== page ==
In my current posting in Springfield, Massachusetts, I have encountered the most simpatico colleague with whom I’ve worked as a teacher. Unfortunately, she is about to depart the school. I bid her a fond farewell; I also thank her for bringing into our classroom Chimamanda Ngozi Adichie’s slim but compelling volume We Should All Be Feminists. I was aware of Ms. Adichie over the years, and at one point, on National Public Radio, I listened to a feature on what I could have sworn the reporter called the “Children of Achebe”–referring, of course, the Chinua Achebe–but I cannot for the life of me find anything on this on the Internet.
This is not to say that NPR didn’t cover Mr. Achebe, a towering figure in global literature in general and African literature in particular, because the media outlet definitely did, including an interview with that great interrogator, Terry Gross. The BBC reported on something close to what I thought I heard on NPR, to wit a report on Achebe’s heirs–which names among that group Ms. Adichie, Ben Okri, and Chris Abani. Just so readers don’t think I missed anything (even though this is still a far-from-complete list of Nigeria’s distinguished writers), Nobel Laureate Wole Soyinka makes this list–and he is eatured, incidentally in conversation with Henry Louis Gates, in the current edition of The New York Review of Books.
In any case, I’d of course seen the We Should All Be Feminists over the years since its publication, but was too busy with other things to engage with it. But now that I’ve had time to read it a couple of times, readers of this blog won’t be surprised that I’ve begun developing a self-selected and self-paced reading unit to accompany the book. Incidentally, part of the impetus for this (it has turned out to be a bigger project than I’d initially envisioned) project is the fact that this text began its life as a TED Talk, which makes it accessible to struggling readers and English language learners; the other, major part of my motivation for this is the interest the girls in our class took in it. This is a book kids like and to which they relate.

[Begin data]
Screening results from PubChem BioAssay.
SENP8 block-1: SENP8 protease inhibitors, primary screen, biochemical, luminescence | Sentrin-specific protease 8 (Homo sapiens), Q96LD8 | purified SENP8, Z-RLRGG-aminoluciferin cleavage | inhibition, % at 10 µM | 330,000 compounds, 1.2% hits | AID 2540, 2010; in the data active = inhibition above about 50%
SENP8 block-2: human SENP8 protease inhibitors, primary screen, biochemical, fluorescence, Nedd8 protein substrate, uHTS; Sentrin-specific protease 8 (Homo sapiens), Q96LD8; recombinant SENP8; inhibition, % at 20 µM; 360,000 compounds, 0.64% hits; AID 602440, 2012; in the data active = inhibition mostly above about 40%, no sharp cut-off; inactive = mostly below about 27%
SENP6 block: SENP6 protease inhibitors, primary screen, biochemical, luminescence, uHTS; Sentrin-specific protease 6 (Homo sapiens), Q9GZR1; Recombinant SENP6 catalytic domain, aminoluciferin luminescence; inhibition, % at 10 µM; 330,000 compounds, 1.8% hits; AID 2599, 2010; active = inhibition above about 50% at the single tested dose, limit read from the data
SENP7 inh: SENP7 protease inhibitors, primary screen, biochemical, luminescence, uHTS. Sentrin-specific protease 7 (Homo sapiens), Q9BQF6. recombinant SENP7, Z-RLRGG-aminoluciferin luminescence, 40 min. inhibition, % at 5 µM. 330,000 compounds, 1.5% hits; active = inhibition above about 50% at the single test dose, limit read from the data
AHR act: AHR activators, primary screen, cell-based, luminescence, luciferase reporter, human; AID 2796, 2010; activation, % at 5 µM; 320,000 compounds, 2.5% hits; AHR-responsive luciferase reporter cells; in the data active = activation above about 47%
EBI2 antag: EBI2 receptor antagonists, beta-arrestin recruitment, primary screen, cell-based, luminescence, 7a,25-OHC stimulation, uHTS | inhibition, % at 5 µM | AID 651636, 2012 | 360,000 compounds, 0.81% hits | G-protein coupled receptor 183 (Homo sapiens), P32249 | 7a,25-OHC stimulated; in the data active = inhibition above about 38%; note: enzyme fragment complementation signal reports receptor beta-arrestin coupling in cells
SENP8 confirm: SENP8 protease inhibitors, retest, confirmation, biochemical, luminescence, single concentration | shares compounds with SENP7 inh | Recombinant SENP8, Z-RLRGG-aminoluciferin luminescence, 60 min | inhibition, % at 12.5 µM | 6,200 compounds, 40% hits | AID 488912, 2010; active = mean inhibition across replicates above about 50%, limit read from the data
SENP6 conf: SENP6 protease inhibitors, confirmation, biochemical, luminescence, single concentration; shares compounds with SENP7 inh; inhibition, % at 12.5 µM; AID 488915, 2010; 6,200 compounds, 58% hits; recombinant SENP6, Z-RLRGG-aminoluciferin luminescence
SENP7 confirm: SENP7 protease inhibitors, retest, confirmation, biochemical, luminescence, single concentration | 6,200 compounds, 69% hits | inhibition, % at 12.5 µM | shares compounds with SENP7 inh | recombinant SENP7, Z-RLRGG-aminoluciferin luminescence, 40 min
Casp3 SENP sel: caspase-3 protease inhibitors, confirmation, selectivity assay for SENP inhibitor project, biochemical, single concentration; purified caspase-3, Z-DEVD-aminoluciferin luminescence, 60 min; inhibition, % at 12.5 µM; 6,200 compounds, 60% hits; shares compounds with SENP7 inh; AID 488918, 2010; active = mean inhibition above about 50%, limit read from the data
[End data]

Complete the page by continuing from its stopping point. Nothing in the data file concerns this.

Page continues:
So, the fruits of my labor thus far are five vocabulary-building worksheets and five comprehension worksheets. These are, you will perceive, in their initial stage. Owing to time constraints, as well as to focus on this endeavor and put my best work into it, I am working on this in stages. By this time (i.e. March, which is of course Women’s History Month) next year, I plan to have this material ready to post as a Weekly Text.
For now, however, this stuff is just too tentative. I do want to say this: if you have ever considered commenting on material on Mark’s Text Terminal, I would encourage you to do so now. I am particularly interested in hearing from women about how I could dilate upon the basic questions the comprehension worksheet asks, and improve them, and improve this whole project. And internet trolls? Don’t bother. I’ll just trash your comments.
And, as always:
If you find typos in these documents, I would appreciate a notification. And, as always, if you find this material useful in your practice, I would be grateful to hear what you think of it. I seek your peer review.